He takes a while to get to know people before he feels comfortable with them. And when he does, he doesn’t want to jump right into bed. He wants to make sure you’re both comfortable with one another. That there’s an emotional connection first.
He’s had it up to here with a culture that links sex and disrespect. He wants to know that neither of you is walking into that particular trap. Exploiting one another. Or using sex as a weapon.
Waiting for the emotional connection started out as just a preference. A way of protecting his heart and those of the people he dated. But being that way for so many years conditioned him, and now it’s gotten so that this isn’t a preference anymore, but a requirement. Waiting isn’t optional anymore.
It can be inconvenient sometimes, especially in a culture that jokes that men will have sex with anything — even inanimate objects. The women he dates are often confused by the way he holds back just a tad. For so much longer than they’re used to.
“I keep wondering to myself, ‘does he actually like me?'” One asks me. “Sometimes it seems like it, but then why doesn’t he…”
“Try to jump you?” I say.
“That’s just the way he is,” I explain.
“Is he… demisexual or something?” Demisexual being a word for a person who doesn’t experience sexual attraction until they form an emotional connection.
“Well, kind of,” I say. “Although he doesn’t call himself that. Because he’s not sure where the choice part begins and the involuntary orientation ends.” It used to be more clear, but it’s become especially confusing as it’s shifted over time and become less of a preference.
Making matters less clear, once that emotional connection is established and he’s in a loving relationship, he’s quite a sexual person — some might even consider him oversexed. So even though the definition of demisexual doesn’t preclude an average or even overactive sexual connection with any particular person eventually, he’s never felt exactly comfortable using the label. Because he doesn’t want to misappropriate it for a purpose other than it was intended, diluting the usefulness for others who are using it to communicate who they are, how they work, and what’s important to them.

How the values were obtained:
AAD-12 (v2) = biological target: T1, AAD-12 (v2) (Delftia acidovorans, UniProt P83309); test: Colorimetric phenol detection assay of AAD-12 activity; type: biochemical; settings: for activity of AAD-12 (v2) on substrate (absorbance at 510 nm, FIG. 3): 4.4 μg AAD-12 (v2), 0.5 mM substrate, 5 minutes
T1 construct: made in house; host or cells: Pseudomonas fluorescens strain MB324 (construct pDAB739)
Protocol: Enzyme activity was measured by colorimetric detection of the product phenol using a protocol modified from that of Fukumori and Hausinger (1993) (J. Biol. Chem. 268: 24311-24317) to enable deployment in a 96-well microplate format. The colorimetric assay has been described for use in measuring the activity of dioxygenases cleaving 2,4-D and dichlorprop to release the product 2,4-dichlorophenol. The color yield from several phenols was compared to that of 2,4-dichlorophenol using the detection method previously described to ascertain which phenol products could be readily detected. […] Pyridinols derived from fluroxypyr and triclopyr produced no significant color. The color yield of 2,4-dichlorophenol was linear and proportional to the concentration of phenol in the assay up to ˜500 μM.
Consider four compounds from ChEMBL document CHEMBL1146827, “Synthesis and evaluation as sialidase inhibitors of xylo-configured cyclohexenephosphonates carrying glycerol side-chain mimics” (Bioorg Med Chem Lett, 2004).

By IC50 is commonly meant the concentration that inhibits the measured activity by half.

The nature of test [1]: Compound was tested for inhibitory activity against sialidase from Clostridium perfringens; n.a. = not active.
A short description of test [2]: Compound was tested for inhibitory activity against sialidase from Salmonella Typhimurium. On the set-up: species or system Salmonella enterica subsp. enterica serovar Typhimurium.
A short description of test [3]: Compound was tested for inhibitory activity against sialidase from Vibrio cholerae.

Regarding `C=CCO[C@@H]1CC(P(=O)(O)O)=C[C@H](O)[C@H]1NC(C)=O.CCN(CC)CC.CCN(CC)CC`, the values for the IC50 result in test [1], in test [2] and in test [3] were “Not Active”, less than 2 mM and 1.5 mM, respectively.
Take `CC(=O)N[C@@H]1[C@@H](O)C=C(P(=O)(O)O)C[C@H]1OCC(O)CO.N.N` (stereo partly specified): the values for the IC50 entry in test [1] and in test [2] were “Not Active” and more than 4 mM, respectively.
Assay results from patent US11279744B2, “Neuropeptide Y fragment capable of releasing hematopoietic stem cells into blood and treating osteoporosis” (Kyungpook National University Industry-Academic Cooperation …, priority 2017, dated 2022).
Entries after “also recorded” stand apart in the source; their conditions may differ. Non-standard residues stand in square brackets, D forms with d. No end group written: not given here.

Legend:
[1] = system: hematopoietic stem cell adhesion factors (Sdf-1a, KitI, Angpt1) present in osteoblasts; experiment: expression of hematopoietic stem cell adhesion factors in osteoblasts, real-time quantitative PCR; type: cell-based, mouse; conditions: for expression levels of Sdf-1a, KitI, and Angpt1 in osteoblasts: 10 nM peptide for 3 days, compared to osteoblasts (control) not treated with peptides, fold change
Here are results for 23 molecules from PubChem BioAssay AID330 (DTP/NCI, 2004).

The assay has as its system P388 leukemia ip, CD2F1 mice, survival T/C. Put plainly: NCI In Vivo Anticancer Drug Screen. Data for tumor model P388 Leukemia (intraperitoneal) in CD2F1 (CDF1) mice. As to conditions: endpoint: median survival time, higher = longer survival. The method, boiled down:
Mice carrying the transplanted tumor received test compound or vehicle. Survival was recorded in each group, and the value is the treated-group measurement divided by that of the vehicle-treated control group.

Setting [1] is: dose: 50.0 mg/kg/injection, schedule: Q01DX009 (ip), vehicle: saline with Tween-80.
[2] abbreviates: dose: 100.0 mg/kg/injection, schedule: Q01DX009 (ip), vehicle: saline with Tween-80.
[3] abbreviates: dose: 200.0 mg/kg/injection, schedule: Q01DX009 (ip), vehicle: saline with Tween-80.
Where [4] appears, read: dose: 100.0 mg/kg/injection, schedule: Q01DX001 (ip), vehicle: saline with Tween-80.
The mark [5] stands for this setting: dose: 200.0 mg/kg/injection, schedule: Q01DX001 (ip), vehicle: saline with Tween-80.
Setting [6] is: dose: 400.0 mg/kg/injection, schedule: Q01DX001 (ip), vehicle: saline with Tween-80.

“But,” I say, “if you ask me, I’d say he’s at least semi-demisexual.”
Conversations that Follow My Semi-Demi Friend
It’s a conversation that follows him everywhere he goes. Sometimes it happens to his face. Sometimes people are more indirect and it turns out that friends (like me) are explaining the situation to a concerned party in his stead.
We’re all patiently relating over and over that he can still be quite interested in someone even if he isn’t making constant sexual advances and stressing that just because he needs to wait for feelings first that it doesn’t mean he won’t be interested in eventually having dynamite sex.
It says a lot about the culture we live in and the specific expectations it sets up for men’s sexual behavior and appetites how much convincing it takes. And how difficult it is for anyone new he meets to accept this explanation without hearing it from at least a few different sources first.
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